Choosing between dreams and practicality is never easy. My CETs season just ended with the release of the UPCAT results. Anxious as I logged on the website, I started to think about what would happen if I didn't pass UP. Ever since I was six years old, I fixated on the idea that I will become an iska, serving the country and studying at my dream school, which is UP. I strived and studied hard for the UPCAT, sacrificing a lot of things like hang-outs and gala weekends for reviews.
Throughout my CETs journey, I started seeing myself studying only in UP, and while there were no results yet, my friends and I already started planning our lives around the fact that we're gonna study in UP. It was a big deal for me, my friends and my family that I get the chance to study in UP since it's so far from my hometown which is Benguet, and better yet, it's a very well known university.
January 2020 came and universities started releasing CETs results. I was expecting my DCAT and ACET results that month. I passed DCAT but brushed it off because even though I liked the school, I never really saw myself studying there. Same thoughts with Ateneo, since it never really crossed my mind that I might study in ADMU. In fact, Ateneo was never really a choice for me, I only took it just to have another choice in case I failed the UPCAT. I also applied for financial aid not because I was really planning on studying there, but more of "para lang sure na may college ako". I know it's a bad thing but they were just my back-up schools because my main goal was really UP.
One Friday afternoon, ACET results came out. I passed, managed to get a scholarship, and in that moment, my plans just started to crumble.
Seeing that I got a 100% tuition and fees discount, free dorm fees, and an additional book allowance got me into considering studying to Ateneo. Suddenly, I got torn between UP, my dream school, and Ateneo, which offers so much more.
As the months passed, and after talking to my parents, my plans and decisions got more jumbled and messy. I still wanted to go to UP even if there were no results yet but Ateneo offering so much would mean a lesser burden to my parents in terms of finances.
Even though my parents told me that they'll support me no matter where I choose to go, the practicality that Ateneo offers in terms of finances was not an easy thing to waive. Sometimes I would laugh at the fact that I'd spend less on a private school than on a state university. Talking to my friends helped somehow, but they also have various opinions about the two universities. I managed to tell myself to hold off the problem until UPCAT results get released, and so I did.
UP released the UPCAT results and seeing that I passed made me scream and cry, literally. At that moment, all I was thinking was that I passed my dream school and I'm officially a QC college student.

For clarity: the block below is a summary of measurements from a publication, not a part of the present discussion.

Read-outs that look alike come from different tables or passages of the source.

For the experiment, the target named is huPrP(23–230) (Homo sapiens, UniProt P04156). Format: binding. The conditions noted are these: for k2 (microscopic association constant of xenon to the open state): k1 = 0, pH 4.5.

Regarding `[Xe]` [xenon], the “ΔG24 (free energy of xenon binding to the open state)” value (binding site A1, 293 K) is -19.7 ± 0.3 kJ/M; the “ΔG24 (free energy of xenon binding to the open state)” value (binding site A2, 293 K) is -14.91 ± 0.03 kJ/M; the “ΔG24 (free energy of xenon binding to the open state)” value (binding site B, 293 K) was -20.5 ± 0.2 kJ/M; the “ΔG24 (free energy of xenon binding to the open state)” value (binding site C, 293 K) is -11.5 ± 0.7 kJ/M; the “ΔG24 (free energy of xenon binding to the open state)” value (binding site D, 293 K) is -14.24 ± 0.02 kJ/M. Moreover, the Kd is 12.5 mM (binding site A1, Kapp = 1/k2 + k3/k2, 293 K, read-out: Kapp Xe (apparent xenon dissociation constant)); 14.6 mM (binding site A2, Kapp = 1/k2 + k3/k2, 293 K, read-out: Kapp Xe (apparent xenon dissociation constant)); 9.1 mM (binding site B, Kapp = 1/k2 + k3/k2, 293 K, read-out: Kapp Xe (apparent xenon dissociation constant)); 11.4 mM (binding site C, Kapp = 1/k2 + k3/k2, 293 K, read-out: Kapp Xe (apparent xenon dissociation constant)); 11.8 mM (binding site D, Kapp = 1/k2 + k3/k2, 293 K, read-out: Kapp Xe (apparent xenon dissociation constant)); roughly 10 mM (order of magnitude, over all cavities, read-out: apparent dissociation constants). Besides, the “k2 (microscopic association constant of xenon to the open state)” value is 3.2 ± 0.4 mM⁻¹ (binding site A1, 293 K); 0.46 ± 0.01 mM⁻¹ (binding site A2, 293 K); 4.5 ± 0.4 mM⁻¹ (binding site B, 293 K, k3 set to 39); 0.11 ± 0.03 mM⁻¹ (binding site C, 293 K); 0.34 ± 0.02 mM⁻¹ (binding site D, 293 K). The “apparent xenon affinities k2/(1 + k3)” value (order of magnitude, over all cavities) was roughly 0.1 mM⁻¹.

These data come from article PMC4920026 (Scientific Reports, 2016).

My parents were so proud of me even though they got scared because I screamed, but ultimately, they were happy for me. The next day, I sat down, stared at my UPCAT and ACET results, and told myself that I needed to decide. This was the hardest part. I tried deciding using the pros and cons method but it didn't really work. Talking to my parents also didn't help because they'd support me either way, so their judgement was not a factor at all. I also had the same course in both schools so that wasn't a big help. I was 99% close to letting go of my dream university and decide to go to Ateneo.
I weighed options and Ateneo was the cheaper and more practical option. I also started to see myself studying as a blue eagle, roaming around the campus etc. And financially, I didn't need to worry much except for food. At that point, I started to really like the idea of going to Ateneo more than studying in UP. But then, as the weeks went by, the Ateneo Plan started to lose my interest.
I realized that studying in Ateneo would be a great opportunity, but not something that will really make me happy. The finances and all would be so much better but I wouldn't be happy and content, and I felt that Ateneo couldn't give me everything that I wanted and needed. Then a light bulb lit up.
As I was imagining myself at UP, I ultimately felt that happiness and content that I didn't feel with Ateneo. I realized that, if I didn't study in UP, I know later in my life, I would regret it. I would regret not choosing my dream university because I didn't choose what would make me happy.
In short, I chose my dream over practicality. I know that I would be successful in both tracks, but I simply chose my dream because it is where I'm happier and more content. Besides, we can make our dreams practical but not all the time can the practical choice equate to our dreams. So to those having a hard time choosing between dreams and practicality, weigh it out and always remember to put yourself and your happiness first. And of course, choose the choice that you know you'll not regret later on.